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Depression – What You Need to Know
Depression is a serious mood disorder that affects your feelings, thoughts, and physical well-being. It is a chronic illness, and you are at risk for having more episodes of it throughout your life if you don’t get treatment.
The disorder is caused by a chemical imbalance in the brain and can occur alone or with other disorders, such as anxiety and bipolar disorder. It can be triggered by specific events, such as divorce or bereavement, but it can also develop without a clear cause. It tends to run in families and may be inherited from parents or siblings.
Symptoms of depression vary from person to person, but some common symptoms include: feeling down or hopeless most of the time, having low energy and appetite, sleep problems, irritability, feelings of worthlessness and guilt, and a lack of interest in most things. These feelings usually last longer than two weeks, and they often make it difficult to function normally.
Treatment for depression is very effective. Over 80% to 90% of people with depression will respond to treatment and will eventually feel better. There are several kinds of treatments, including medication and psychotherapy.
Antidepressants are the most common treatment, and they work by blocking certain brain chemicals from being produced. Your doctor will prescribe a drug that is right for you. Your provider will start you on a low dose and gradually increase the amount until you are taking the full therapeutic dose.
Some people also need to use other kinds of medication, such as a mood stabilizer or antipsychotic. These drugs can help you get better, but they can have side effects and can’t be used for long.
Your doctor may recommend some kind of exercise or relaxation, such as meditation, yoga or tai chi. They can also prescribe counseling or group therapy.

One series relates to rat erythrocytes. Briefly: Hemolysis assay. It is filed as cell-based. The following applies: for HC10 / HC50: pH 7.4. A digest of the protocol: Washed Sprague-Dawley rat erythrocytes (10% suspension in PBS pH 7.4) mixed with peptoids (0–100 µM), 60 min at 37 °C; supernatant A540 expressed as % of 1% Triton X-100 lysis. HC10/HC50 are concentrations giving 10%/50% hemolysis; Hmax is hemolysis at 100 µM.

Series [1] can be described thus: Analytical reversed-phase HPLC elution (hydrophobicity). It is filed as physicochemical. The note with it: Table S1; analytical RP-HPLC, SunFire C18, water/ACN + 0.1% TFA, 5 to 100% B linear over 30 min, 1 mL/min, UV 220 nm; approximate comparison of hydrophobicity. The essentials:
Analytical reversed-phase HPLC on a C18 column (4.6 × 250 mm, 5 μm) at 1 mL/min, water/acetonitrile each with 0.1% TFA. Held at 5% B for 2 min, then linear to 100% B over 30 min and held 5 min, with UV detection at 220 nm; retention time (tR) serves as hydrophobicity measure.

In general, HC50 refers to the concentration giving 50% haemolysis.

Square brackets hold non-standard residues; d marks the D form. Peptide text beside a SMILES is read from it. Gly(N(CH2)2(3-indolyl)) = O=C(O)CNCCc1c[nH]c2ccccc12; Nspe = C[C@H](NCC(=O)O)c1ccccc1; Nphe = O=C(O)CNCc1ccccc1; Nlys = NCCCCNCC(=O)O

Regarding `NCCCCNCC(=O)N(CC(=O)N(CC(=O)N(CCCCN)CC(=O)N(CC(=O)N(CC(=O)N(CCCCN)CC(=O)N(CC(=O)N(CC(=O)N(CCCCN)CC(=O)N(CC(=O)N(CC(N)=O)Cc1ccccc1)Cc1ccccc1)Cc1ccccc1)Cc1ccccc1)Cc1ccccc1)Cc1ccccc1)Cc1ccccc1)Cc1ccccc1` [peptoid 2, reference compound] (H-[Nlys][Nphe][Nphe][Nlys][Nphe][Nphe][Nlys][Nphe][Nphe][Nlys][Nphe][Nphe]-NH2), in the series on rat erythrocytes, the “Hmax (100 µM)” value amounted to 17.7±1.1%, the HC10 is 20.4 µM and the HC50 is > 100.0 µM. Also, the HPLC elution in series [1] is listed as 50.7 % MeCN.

Family members of someone with depression can be a support to them, but they should not attempt to treat the disorder themselves. This can lead to a cycle of depression and lack of support.
If you’re thinking about suicide, talk to a mental health professional as soon as possible. Suicide is the fourth leading cause of death for 15- to 29-year-olds.
A teen who feels sad or down most of the time, has a change in sleeping patterns and wants to spend most of their time with friends may be depressed. The doctor will do a physical examination to check for medical causes of the depression. If a medical condition is found, it can be treated before treating depression.
Alternative medicine is not a substitute for conventional medical or psychological care and is not appropriate in all cases of depression. There are some alternative treatments that can be helpful for milder cases of depression, such as herbs, vitamins or acupuncture.
You may also want to consider a program that involves psychotherapy, such as cognitive behavioral therapy (CBT). These types of treatment can be very effective in helping you deal with the feelings of sadness and hopelessness that can accompany depression.